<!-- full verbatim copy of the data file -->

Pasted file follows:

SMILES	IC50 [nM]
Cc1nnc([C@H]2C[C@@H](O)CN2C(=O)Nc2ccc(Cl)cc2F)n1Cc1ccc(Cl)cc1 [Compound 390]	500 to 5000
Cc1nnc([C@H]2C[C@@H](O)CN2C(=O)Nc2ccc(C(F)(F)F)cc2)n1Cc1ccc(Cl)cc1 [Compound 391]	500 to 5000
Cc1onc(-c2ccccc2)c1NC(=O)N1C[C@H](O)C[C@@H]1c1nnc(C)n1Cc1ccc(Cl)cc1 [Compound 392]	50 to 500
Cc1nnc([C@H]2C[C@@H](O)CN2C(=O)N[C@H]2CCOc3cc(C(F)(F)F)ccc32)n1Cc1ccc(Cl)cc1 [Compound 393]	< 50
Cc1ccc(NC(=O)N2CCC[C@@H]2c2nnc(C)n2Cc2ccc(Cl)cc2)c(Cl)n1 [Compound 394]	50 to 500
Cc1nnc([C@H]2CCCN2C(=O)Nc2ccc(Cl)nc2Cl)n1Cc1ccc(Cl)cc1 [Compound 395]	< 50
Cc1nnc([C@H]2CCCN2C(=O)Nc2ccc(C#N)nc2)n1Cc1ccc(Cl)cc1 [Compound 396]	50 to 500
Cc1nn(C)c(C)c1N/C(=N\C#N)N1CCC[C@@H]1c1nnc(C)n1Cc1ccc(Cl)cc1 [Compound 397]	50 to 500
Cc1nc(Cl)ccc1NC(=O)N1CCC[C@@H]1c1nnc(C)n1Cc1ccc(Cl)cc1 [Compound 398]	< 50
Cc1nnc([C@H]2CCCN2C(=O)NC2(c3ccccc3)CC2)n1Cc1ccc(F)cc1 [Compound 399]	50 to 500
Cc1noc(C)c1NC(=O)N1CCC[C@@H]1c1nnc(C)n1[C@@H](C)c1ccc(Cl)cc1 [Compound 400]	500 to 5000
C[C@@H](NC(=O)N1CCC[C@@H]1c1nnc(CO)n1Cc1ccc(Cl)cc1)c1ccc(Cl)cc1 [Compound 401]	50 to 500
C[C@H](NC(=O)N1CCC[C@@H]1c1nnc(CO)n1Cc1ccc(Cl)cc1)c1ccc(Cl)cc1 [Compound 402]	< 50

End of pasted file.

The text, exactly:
SMILES	IC50 [nM]
Cc1nnc([C@H]2C[C@@H](O)CN2C(=O)Nc2ccc(Cl)cc2F)n1Cc1ccc(Cl)cc1 [Compound 390]	500 to 5000
Cc1nnc([C@H]2C[C@@H](O)CN2C(=O)Nc2ccc(C(F)(F)F)cc2)n1Cc1ccc(Cl)cc1 [Compound 391]	500 to 5000
Cc1onc(-c2ccccc2)c1NC(=O)N1C[C@H](O)C[C@@H]1c1nnc(C)n1Cc1ccc(Cl)cc1 [Compound 392]	50 to 500
Cc1nnc([C@H]2C[C@@H](O)CN2C(=O)N[C@H]2CCOc3cc(C(F)(F)F)ccc32)n1Cc1ccc(Cl)cc1 [Compound 393]	< 50
Cc1ccc(NC(=O)N2CCC[C@@H]2c2nnc(C)n2Cc2ccc(Cl)cc2)c(Cl)n1 [Compound 394]	50 to 500
Cc1nnc([C@H]2CCCN2C(=O)Nc2ccc(Cl)nc2Cl)n1Cc1ccc(Cl)cc1 [Compound 395]	< 50
Cc1nnc([C@H]2CCCN2C(=O)Nc2ccc(C#N)nc2)n1Cc1ccc(Cl)cc1 [Compound 396]	50 to 500
Cc1nn(C)c(C)c1N/C(=N\C#N)N1CCC[C@@H]1c1nnc(C)n1Cc1ccc(Cl)cc1 [Compound 397]	50 to 500
Cc1nc(Cl)ccc1NC(=O)N1CCC[C@@H]1c1nnc(C)n1Cc1ccc(Cl)cc1 [Compound 398]	< 50
Cc1nnc([C@H]2CCCN2C(=O)NC2(c3ccccc3)CC2)n1Cc1ccc(F)cc1 [Compound 399]	50 to 500
Cc1noc(C)c1NC(=O)N1CCC[C@@H]1c1nnc(C)n1[C@@H](C)c1ccc(Cl)cc1 [Compound 400]	500 to 5000
C[C@@H](NC(=O)N1CCC[C@@H]1c1nnc(CO)n1Cc1ccc(Cl)cc1)c1ccc(Cl)cc1 [Compound 401]	50 to 500
C[C@H](NC(=O)N1CCC[C@@H]1c1nnc(CO)n1Cc1ccc(Cl)cc1)c1ccc(Cl)cc1 [Compound 402]	< 50